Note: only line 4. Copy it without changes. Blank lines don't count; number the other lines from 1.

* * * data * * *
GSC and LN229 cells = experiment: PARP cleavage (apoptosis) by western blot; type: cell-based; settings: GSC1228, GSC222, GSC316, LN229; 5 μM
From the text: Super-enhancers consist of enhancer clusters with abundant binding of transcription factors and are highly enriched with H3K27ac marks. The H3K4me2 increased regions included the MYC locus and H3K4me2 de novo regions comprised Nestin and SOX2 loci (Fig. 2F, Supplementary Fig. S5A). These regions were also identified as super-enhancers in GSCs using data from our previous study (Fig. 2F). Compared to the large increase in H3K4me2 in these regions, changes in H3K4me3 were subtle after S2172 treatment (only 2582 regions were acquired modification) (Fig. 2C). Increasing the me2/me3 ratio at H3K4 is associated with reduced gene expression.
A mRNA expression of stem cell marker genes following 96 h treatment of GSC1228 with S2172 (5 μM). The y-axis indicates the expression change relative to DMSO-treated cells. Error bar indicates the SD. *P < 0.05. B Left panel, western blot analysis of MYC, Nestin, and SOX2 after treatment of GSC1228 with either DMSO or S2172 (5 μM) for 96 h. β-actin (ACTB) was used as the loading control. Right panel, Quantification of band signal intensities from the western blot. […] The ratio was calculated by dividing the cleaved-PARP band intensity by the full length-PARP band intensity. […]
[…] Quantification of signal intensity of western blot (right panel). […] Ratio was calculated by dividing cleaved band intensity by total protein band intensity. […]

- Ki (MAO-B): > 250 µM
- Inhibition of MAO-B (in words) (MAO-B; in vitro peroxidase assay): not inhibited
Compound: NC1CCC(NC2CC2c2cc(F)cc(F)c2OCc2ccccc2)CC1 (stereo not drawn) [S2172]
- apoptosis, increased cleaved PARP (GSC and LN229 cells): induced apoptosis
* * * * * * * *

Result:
[…] Quantification of signal intensity of western blot (right panel). […] Ratio was calculated by dividing cleaved band intensity by total protein band intensity. […]